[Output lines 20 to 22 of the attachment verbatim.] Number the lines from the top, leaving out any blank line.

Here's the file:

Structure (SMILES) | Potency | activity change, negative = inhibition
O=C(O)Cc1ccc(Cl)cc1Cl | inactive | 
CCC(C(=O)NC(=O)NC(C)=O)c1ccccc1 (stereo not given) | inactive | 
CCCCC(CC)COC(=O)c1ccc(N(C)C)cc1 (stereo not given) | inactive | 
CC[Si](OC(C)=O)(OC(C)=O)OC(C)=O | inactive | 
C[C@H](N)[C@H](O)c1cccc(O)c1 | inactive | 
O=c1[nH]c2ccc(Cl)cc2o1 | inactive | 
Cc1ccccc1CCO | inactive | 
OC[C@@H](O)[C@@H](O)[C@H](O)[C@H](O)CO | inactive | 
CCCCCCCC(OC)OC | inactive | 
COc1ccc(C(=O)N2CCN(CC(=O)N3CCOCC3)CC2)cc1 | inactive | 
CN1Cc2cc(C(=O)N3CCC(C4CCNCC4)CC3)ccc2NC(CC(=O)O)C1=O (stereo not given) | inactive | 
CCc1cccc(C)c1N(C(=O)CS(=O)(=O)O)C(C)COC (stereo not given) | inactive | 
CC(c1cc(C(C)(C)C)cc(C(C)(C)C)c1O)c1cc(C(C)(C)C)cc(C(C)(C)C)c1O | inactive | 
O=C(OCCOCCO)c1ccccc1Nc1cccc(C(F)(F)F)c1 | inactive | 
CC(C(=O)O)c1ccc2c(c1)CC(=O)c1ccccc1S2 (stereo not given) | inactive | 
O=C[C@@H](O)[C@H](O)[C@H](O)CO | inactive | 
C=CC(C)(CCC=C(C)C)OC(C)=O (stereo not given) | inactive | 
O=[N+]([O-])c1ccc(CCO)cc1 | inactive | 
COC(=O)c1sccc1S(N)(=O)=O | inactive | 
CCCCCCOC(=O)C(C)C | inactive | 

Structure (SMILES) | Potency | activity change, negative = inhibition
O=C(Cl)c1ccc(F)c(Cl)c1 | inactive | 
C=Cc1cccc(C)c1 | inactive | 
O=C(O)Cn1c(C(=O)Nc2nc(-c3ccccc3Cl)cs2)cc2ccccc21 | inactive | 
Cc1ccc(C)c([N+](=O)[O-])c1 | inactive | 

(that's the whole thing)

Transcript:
COC(=O)c1sccc1S(N)(=O)=O | inactive | 
CCCCCCOC(=O)C(C)C | inactive | 

Structure (SMILES) | Potency | activity change, negative = inhibition